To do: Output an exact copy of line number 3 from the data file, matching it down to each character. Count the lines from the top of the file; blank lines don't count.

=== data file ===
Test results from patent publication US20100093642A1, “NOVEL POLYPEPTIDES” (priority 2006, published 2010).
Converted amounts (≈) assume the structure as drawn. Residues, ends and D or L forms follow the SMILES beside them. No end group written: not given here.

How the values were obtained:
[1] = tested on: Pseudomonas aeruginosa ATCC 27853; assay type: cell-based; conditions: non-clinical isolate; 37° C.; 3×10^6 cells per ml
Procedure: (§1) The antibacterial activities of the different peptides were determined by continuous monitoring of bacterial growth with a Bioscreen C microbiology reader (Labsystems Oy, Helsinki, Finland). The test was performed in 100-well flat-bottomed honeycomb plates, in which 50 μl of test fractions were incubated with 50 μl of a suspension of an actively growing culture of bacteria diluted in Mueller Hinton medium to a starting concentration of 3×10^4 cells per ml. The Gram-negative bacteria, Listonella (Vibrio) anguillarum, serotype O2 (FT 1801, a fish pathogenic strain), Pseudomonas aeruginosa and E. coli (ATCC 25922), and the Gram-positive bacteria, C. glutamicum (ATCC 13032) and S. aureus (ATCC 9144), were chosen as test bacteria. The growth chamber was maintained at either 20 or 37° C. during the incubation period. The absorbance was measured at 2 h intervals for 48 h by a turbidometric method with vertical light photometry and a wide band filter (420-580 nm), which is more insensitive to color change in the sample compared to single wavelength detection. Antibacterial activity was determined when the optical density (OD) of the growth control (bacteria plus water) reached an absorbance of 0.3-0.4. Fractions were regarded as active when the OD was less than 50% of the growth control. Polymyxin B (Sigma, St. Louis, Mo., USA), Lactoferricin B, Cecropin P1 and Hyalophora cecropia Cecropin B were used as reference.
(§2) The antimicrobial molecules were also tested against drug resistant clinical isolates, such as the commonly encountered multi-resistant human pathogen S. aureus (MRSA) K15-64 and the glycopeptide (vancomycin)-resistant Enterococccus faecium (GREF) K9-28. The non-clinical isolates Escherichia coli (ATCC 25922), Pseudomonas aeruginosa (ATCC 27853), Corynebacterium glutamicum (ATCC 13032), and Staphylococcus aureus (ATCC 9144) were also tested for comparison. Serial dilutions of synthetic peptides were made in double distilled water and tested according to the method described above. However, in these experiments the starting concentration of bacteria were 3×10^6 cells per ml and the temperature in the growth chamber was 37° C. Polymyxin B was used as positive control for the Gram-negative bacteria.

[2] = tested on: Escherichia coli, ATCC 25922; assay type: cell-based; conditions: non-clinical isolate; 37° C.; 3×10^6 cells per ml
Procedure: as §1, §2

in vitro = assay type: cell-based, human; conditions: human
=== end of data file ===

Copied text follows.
How the values were obtained: